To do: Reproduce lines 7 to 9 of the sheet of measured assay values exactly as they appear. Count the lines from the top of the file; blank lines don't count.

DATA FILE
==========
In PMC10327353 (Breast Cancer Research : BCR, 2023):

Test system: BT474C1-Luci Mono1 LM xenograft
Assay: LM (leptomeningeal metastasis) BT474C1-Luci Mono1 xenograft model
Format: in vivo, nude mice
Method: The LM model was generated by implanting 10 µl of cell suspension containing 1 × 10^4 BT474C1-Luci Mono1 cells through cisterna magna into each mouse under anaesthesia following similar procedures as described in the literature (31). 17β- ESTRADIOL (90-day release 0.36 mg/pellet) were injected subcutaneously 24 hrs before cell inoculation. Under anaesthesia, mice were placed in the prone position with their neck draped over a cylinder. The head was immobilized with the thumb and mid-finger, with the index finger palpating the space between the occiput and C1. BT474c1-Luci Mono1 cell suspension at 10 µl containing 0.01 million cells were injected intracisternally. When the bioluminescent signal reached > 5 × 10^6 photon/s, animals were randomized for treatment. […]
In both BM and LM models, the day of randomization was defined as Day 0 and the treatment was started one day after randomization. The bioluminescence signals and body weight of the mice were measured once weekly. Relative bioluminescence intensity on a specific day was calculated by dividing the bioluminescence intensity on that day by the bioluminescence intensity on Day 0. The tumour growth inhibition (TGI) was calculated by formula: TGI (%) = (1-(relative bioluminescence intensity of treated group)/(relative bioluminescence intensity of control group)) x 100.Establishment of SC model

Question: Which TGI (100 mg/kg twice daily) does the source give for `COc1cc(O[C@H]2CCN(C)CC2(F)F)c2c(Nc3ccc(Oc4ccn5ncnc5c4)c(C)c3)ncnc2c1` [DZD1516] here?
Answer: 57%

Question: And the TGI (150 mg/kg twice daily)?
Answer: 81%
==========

Question: Which TGI (100 mg/kg twice daily) does the source give for `COc1cc(O[C@H]2CCN(C)CC2(F)F)c2c(Nc3ccc(Oc4ccn5ncnc5c4)c(C)c3)ncnc2c1` [DZD1516] here?
Answer: 57%

Question: And the TGI (150 mg/kg twice daily)?